Employers gravitate to self-insured health plans
More tailored plan design, avoidance of taxes are primary reasons for trend.
(As seen on WZZM TV 13) There is an upward trend in the type of health plan some employers desire.
According to Robert Hughes, president of Grand Rapids-based Advantage Benefits Group — a full-service employee benefits agency — large companies with an employee base greater than 100 have been increasingly pursuing self-insured health plans, in part, because of the Affordable Care Act, which was passed in 2010.
“There are some taxes that you avoid when you are self-funded and you have more flexibility with plan design, which have pushed some companies to move over to self-funding,” Hughes said. “Plus, the ACA generally (increases) fully insured premiums. So, that makes self-funding even more attractive to some companies.”
Within the last three to four years, Hughes said he has noticed an increase in his own agency where clients are gravitating toward self-funding health insurance plans. He said about 60 percent of his clients have chosen to be self-insured.
He said some of the taxes employers can be exempt from have made self-insured health plans more popular. Under a self-insured health plan, some of the tax exemptions include an annual fee on health insurance, a risk adjustment administration fee and a marketplace user fee.
Aside from tax exemptions, employers have the liberty to only pay for the claims that their employees incur, as opposed to employers paying a fixed rate every month regardless of whether a company has fewer claims in a particular month when they are fully insured.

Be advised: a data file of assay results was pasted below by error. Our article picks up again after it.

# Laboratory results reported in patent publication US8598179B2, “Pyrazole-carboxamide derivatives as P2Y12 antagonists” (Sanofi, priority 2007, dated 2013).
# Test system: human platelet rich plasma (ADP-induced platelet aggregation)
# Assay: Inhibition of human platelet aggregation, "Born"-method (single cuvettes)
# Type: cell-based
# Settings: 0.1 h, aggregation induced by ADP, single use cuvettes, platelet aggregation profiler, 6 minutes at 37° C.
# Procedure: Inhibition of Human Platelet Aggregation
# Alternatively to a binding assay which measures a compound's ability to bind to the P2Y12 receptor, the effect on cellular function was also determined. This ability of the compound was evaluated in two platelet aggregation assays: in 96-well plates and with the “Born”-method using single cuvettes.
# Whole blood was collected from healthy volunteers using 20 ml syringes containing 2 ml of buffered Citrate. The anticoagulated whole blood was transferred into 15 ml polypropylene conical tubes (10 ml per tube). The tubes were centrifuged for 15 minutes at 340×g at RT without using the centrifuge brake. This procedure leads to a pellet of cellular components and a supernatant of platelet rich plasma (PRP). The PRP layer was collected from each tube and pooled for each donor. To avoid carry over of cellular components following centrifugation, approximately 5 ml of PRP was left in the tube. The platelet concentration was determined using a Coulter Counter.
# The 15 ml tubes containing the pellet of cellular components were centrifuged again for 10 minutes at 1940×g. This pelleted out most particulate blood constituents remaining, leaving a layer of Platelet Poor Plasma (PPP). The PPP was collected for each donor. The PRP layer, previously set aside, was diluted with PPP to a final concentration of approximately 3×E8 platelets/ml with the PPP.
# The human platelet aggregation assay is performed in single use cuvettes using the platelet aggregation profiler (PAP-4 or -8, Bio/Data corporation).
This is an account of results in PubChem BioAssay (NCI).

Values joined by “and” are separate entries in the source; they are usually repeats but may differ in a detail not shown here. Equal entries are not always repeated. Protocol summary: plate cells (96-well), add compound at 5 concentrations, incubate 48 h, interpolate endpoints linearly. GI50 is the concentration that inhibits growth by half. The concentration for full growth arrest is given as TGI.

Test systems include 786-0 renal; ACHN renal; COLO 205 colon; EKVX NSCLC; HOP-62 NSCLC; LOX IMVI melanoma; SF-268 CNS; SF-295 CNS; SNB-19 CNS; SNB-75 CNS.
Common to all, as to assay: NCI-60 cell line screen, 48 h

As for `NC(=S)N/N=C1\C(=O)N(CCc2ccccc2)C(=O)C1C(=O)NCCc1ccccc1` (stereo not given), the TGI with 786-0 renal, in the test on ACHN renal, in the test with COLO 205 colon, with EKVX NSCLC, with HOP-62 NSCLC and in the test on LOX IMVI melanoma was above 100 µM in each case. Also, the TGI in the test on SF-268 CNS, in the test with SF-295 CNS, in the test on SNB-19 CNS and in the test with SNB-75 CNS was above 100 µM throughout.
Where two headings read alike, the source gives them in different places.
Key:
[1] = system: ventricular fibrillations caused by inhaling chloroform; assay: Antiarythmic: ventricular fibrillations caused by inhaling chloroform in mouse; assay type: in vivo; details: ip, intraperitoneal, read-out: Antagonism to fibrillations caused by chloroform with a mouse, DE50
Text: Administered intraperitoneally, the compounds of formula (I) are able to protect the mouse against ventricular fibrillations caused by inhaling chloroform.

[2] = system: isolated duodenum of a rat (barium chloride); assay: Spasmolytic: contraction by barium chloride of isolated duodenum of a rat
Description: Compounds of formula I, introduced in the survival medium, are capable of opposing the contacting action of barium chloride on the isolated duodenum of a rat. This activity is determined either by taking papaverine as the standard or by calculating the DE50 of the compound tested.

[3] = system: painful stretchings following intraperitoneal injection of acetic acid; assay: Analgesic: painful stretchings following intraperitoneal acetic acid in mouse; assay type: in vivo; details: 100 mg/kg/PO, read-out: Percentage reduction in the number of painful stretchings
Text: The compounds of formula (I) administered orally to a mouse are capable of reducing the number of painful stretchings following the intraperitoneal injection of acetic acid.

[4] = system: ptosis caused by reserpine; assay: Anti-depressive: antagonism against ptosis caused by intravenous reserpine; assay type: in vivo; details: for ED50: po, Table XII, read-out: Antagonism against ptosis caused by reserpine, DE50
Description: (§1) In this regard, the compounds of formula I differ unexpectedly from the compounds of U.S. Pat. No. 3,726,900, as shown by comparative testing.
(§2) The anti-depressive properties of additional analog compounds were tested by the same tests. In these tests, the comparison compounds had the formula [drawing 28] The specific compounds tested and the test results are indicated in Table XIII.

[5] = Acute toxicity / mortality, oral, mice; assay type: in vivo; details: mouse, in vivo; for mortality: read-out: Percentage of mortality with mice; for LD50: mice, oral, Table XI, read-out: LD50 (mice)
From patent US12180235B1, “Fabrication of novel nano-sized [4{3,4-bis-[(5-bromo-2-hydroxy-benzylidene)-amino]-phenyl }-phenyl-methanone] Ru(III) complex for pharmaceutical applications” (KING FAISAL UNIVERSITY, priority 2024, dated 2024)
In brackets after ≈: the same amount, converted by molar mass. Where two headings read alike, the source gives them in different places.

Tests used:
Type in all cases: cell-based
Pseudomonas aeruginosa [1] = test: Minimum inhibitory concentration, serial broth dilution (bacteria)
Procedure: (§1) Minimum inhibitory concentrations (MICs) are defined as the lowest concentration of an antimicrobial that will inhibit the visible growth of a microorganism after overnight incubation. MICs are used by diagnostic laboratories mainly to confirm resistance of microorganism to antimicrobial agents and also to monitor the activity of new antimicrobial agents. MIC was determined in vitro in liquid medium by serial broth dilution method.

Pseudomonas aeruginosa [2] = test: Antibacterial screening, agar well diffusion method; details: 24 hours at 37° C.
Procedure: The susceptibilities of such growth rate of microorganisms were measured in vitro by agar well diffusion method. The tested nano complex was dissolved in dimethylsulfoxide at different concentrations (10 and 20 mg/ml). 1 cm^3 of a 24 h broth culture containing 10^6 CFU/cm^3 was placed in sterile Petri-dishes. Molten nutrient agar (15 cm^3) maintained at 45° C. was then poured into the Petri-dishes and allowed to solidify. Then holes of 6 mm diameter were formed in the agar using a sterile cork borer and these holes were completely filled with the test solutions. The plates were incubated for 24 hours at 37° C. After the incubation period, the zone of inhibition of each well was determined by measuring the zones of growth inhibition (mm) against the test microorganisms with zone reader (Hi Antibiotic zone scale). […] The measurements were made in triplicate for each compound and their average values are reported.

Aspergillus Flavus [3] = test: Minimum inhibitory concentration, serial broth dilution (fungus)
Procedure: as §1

Dave Quinn, director of sales and client services for Priority Health in Grand Rapids, said it has become a well-liked plan because those companies can “spread the risk” factors that may arise if an employee suddenly develops a chronic illness.
It will have a minor effect on the amount in claims a company has to pay because, hypothetically, the funds that were saved because of the minimal number of claims reported in previous months can be used to cover the financial loss.
Another benefit for self-insured employers is they can design their health plan, as far as deductibles and co-payments are concerned. It also gives employers the right to know detailed health-related information about their employee population such as those who suffer from diabetes, high blood pressure and are pregnant, so they can accurately estimate the amount in claims they’ll be paying each month.
As a result of that uncertainty in the amount in claims self-funded employers will pay each month, Quinn said employers are offering more healthy resources that employees can take advantage of in an effort to minimize the number of claims they have to pay for.
“Wellness programs are pretty popular,” he said. “We have our own wellness department here. Wellness programs offer various services such as biometrics screening, exercise challenges and one of the biggest things that is growing are virtual visits.
“Virtual visits are when you are talking to an actual physician virtually. The cameras are so good on phones now you can have a video visit with a physician, who can prescribe medications for rashes and sore throats, for example. A lot of the self-funded plans (we have), unlike our fully-insured plans, it is a zero-cost item to the member. So that is a huge savings in time and cash for the member and it also saves money for the employers, too.”
While a self-insured health plan can be cheaper for larger companies with more than 500 employees, companies with about 100 employees have to take preventive measures to protect their company in case a situation arises where an employee succumbs to a severe medical illness, which increases the risk in the number of claims filed.
“Employers can buy stop-loss insurance that covers them and their large claims,” said EJ Pearson, regional sales executive for Varipro. “So, if there is a very large $10,000-plus claim, the stop-loss carrier will reimburse the employer. Therefore, it has protection for employers, so they are not paying every single claim.”